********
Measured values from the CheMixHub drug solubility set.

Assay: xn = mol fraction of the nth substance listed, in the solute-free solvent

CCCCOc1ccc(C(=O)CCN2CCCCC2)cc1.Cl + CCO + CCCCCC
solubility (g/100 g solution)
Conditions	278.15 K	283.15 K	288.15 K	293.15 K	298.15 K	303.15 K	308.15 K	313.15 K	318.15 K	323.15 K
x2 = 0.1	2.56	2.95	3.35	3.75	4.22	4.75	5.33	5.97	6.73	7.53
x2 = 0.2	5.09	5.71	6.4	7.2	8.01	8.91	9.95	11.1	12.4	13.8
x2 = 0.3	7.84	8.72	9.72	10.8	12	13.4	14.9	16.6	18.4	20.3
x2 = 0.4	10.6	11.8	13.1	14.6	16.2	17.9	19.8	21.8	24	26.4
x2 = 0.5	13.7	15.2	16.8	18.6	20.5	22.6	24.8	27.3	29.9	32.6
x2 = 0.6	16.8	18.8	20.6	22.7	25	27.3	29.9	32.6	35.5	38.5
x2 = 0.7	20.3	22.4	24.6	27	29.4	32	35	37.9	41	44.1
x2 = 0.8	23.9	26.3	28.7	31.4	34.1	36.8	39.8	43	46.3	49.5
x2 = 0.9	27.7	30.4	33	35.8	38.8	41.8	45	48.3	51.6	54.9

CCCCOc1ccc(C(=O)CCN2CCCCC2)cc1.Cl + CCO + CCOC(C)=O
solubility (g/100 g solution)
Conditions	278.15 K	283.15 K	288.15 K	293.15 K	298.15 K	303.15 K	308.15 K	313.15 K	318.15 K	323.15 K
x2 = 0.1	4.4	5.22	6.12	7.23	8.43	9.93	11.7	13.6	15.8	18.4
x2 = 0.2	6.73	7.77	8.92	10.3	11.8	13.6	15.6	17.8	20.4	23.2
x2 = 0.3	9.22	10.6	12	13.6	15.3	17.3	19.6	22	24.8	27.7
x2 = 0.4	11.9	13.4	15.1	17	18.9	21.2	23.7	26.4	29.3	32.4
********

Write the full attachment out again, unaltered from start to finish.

Measured values from the CheMixHub drug solubility set.

Assay: xn = mol fraction of the nth substance listed, in the solute-free solvent

CCCCOc1ccc(C(=O)CCN2CCCCC2)cc1.Cl + CCO + CCCCCC
solubility (g/100 g solution)
Conditions	278.15 K	283.15 K	288.15 K	293.15 K	298.15 K	303.15 K	308.15 K	313.15 K	318.15 K	323.15 K
x2 = 0.1	2.56	2.95	3.35	3.75	4.22	4.75	5.33	5.97	6.73	7.53
x2 = 0.2	5.09	5.71	6.4	7.2	8.01	8.91	9.95	11.1	12.4	13.8
x2 = 0.3	7.84	8.72	9.72	10.8	12	13.4	14.9	16.6	18.4	20.3
x2 = 0.4	10.6	11.8	13.1	14.6	16.2	17.9	19.8	21.8	24	26.4
x2 = 0.5	13.7	15.2	16.8	18.6	20.5	22.6	24.8	27.3	29.9	32.6
x2 = 0.6	16.8	18.8	20.6	22.7	25	27.3	29.9	32.6	35.5	38.5
x2 = 0.7	20.3	22.4	24.6	27	29.4	32	35	37.9	41	44.1
x2 = 0.8	23.9	26.3	28.7	31.4	34.1	36.8	39.8	43	46.3	49.5
x2 = 0.9	27.7	30.4	33	35.8	38.8	41.8	45	48.3	51.6	54.9

CCCCOc1ccc(C(=O)CCN2CCCCC2)cc1.Cl + CCO + CCOC(C)=O
solubility (g/100 g solution)
Conditions	278.15 K	283.15 K	288.15 K	293.15 K	298.15 K	303.15 K	308.15 K	313.15 K	318.15 K	323.15 K
x2 = 0.1	4.4	5.22	6.12	7.23	8.43	9.93	11.7	13.6	15.8	18.4
x2 = 0.2	6.73	7.77	8.92	10.3	11.8	13.6	15.6	17.8	20.4	23.2
x2 = 0.3	9.22	10.6	12	13.6	15.3	17.3	19.6	22	24.8	27.7
x2 = 0.4	11.9	13.4	15.1	17	18.9	21.2	23.7	26.4	29.3	32.4